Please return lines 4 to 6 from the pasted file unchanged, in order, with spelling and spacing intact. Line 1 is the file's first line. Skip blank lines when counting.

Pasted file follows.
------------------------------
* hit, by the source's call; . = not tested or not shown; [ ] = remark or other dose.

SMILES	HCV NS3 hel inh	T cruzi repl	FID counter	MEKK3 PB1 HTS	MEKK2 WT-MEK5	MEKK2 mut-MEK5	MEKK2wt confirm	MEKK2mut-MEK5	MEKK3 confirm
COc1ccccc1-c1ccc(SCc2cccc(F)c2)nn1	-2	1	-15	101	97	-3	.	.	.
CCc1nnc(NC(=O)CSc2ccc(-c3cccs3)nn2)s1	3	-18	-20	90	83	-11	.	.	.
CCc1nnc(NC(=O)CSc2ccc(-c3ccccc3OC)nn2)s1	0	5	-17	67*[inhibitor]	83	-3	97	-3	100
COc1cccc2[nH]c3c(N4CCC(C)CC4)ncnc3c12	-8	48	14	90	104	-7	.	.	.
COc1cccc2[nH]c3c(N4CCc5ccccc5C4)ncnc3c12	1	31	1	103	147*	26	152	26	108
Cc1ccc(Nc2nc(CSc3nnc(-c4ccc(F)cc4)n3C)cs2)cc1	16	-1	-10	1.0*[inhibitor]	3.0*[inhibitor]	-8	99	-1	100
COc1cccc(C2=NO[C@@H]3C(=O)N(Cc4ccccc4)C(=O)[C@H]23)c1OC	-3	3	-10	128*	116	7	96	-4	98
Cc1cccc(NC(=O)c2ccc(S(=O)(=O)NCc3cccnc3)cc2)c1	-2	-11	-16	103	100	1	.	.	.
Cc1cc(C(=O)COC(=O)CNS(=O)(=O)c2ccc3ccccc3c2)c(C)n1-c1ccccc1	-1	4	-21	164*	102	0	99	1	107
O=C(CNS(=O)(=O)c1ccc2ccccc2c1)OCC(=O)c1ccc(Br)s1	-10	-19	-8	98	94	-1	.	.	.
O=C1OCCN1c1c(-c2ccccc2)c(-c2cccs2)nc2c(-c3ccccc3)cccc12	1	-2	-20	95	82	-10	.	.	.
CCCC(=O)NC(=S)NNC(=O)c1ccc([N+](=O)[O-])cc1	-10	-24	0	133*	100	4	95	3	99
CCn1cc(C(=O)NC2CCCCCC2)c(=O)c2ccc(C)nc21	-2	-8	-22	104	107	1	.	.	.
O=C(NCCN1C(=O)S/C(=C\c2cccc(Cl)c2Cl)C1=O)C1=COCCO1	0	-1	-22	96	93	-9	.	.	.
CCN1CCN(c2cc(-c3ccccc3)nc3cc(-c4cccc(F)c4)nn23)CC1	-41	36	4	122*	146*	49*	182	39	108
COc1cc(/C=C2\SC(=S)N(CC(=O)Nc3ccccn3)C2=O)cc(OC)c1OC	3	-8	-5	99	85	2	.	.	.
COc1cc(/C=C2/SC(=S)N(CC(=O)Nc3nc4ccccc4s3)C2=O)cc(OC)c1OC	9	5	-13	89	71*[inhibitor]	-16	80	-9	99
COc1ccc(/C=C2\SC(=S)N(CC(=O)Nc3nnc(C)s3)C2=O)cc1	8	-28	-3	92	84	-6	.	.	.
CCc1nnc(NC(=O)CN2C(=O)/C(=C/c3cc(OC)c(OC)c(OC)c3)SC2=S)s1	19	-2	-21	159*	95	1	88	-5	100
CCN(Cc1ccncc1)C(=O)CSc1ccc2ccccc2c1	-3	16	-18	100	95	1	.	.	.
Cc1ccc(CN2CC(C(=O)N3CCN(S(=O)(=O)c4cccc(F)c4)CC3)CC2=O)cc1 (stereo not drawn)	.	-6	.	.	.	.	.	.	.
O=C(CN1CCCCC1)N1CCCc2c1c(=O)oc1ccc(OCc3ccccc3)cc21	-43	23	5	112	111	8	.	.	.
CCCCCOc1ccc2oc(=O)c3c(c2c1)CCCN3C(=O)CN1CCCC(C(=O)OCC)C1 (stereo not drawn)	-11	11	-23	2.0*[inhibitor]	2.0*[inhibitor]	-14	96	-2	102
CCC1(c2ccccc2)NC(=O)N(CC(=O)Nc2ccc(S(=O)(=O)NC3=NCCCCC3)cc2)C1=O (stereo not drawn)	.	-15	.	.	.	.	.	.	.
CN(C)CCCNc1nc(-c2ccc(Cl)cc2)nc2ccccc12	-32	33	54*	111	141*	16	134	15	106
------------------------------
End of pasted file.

CCc1nnc(NC(=O)CSc2ccc(-c3cccs3)nn2)s1	3	-18	-20	90	83	-11	.	.	.
CCc1nnc(NC(=O)CSc2ccc(-c3ccccc3OC)nn2)s1	0	5	-17	67*[inhibitor]	83	-3	97	-3	100
COc1cccc2[nH]c3c(N4CCC(C)CC4)ncnc3c12	-8	48	14	90	104	-7	.	.	.